Last month we saw FCC Chairman Ajit Pai and FCC Commissioner Brendan Carr come out in support of T-Mobile and Sprint’s merger following the announcement of commitments from the two carriers. FCC Commissioner Jessica Rosenworcel didn’t feel the same way about the deal, saying she had “serious doubts” about it, and this week she touched a bit more on the merger and the support its gotten from her fellow FCC Commissioners.
During a press conference after an FCC meeting this week, Commissioner Rosenworcel was asked about the T-Mobile-Sprint merger and if there are any additional conditions she’d like to see placed on it. As noted by Cablefax, she expressed concern over the deal, saying that she’s “never seen a transaction dealt like this” and that she’s “uncomfortable” with how the FCC’s review of the deal has happened.
Here’s Commisioner Rosenworcel’s full response to a question about T-Mobile and Sprint’s merger:
“In my time at the agency, I have never seen a transaction dealt with like this. My colleagues have all publicly voted on a transaction that we have absolutely no paper analysis or material in front of us. That just taps in to the worst images of backroom dealing in Washington. I don’t think it’s appropriate that this is how we chose to do it. I think that we should make decisions on the basis of analysis and paper and detail and study before us. Not just some announcement by press release that gets an amen chorus from some portion of this agency. There’s something odd about how this all happened and I just want to say, as a procedural matter, it makes me uncomfortable.”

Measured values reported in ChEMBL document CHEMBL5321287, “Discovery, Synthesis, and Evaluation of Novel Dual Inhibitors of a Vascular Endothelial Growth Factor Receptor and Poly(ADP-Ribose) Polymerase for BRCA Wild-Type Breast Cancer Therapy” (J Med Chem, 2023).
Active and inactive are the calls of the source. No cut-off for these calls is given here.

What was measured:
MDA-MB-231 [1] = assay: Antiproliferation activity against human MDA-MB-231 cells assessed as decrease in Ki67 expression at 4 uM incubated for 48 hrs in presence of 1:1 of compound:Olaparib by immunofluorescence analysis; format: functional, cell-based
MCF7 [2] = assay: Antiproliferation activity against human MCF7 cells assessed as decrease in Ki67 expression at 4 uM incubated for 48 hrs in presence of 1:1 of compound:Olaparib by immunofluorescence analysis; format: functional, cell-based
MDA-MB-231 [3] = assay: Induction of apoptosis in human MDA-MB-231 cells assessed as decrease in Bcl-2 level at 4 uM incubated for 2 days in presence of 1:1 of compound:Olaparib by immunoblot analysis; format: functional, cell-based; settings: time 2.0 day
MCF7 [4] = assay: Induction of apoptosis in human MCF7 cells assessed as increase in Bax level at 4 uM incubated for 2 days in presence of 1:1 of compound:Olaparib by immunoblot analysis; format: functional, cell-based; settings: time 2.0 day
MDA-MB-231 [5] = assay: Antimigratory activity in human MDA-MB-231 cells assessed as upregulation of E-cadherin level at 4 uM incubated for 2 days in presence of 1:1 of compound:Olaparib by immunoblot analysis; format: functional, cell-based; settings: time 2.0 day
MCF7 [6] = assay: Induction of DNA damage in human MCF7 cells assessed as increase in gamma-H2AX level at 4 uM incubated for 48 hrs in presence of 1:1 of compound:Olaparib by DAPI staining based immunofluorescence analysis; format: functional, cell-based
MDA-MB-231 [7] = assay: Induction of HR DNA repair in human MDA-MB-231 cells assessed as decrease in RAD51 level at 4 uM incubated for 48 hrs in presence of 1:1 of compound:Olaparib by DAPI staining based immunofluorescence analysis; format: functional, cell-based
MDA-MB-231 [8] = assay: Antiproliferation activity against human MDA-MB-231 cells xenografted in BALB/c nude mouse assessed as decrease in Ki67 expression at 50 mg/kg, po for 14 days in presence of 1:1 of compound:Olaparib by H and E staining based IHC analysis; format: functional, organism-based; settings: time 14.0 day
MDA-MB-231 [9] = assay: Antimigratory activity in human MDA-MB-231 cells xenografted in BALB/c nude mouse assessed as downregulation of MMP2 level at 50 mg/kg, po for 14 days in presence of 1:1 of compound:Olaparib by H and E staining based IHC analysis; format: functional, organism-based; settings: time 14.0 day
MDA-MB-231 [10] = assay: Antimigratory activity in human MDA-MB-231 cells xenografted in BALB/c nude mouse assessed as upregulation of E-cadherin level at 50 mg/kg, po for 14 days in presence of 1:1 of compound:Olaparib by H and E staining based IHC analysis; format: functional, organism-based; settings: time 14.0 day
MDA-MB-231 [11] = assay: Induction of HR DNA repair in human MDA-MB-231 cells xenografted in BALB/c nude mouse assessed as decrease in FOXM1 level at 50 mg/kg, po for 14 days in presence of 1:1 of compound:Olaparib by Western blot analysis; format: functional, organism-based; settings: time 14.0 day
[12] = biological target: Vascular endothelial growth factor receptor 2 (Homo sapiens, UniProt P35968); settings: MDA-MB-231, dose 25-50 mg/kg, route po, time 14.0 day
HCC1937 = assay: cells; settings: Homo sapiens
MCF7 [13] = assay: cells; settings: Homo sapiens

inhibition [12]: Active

FCC Chairman Ajit Pai has said that he believes the T-Mobile-Sprint merger is in the public interest after T-Mobile and Sprint promised to sell Boost Mobile if their deal is approved. The two carriers also made 5G and in-home broadband rollout commitments and pledged to not raise prices for three years. Following these promises, FCC Chairman Brendan Carr also announced his support of the deal and FCC Chairman Mike O’Rielly said that he’s “inclined to support” the merger.
The deal is still being reviewed by the U.S. Department of Justice for any antitrust concerns. Rumors have suggested that the DOJ wants T-Mobile and Sprint to help create a fourth U.S. carrier if their merger is approved. However, no official announcements have been made by the DOJ regarding its review and there’s no word on when a decision might be made.
In the mean time, the attorneys general of Arizona, Michigan, and Pennsylvania have joined other states investigating T-Mobile and Sprint’s proposed merger. These attorneys general have told the FCC that they plan to join a DOJ examination of the deal and that they need access to documents related to it.